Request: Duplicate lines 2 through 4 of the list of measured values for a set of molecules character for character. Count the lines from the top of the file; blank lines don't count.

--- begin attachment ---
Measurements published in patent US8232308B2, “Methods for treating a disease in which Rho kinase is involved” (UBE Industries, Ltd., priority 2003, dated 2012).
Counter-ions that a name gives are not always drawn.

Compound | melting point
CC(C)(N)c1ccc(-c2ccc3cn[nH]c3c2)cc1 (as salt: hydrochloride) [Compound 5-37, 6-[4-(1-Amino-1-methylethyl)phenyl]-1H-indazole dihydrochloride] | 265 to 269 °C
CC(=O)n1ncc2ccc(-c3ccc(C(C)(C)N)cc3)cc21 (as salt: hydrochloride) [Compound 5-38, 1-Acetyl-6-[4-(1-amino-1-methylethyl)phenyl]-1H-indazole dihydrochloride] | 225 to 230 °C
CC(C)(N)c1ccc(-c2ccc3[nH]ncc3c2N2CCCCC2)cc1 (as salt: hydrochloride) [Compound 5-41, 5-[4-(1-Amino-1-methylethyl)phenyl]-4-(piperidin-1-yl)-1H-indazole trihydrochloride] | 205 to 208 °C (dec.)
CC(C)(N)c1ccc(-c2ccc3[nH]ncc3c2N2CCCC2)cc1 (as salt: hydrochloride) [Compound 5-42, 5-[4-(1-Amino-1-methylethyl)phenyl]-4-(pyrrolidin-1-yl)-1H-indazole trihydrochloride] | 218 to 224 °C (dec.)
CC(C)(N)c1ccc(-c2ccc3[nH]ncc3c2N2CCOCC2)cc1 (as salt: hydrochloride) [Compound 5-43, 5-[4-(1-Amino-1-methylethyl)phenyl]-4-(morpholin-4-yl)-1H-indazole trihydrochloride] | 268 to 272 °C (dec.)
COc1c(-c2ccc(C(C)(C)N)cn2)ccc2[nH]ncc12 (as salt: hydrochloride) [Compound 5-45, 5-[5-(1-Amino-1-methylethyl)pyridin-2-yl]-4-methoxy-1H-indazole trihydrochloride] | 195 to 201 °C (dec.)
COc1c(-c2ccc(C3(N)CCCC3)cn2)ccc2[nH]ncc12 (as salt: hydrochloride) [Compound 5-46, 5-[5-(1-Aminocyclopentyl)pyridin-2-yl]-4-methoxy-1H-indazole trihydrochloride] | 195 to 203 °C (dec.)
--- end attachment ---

Counter-ions that a name gives are not always drawn.

Compound | melting point
CC(C)(N)c1ccc(-c2ccc3cn[nH]c3c2)cc1 (as salt: hydrochloride) [Compound 5-37, 6-[4-(1-Amino-1-methylethyl)phenyl]-1H-indazole dihydrochloride] | 265 to 269 °C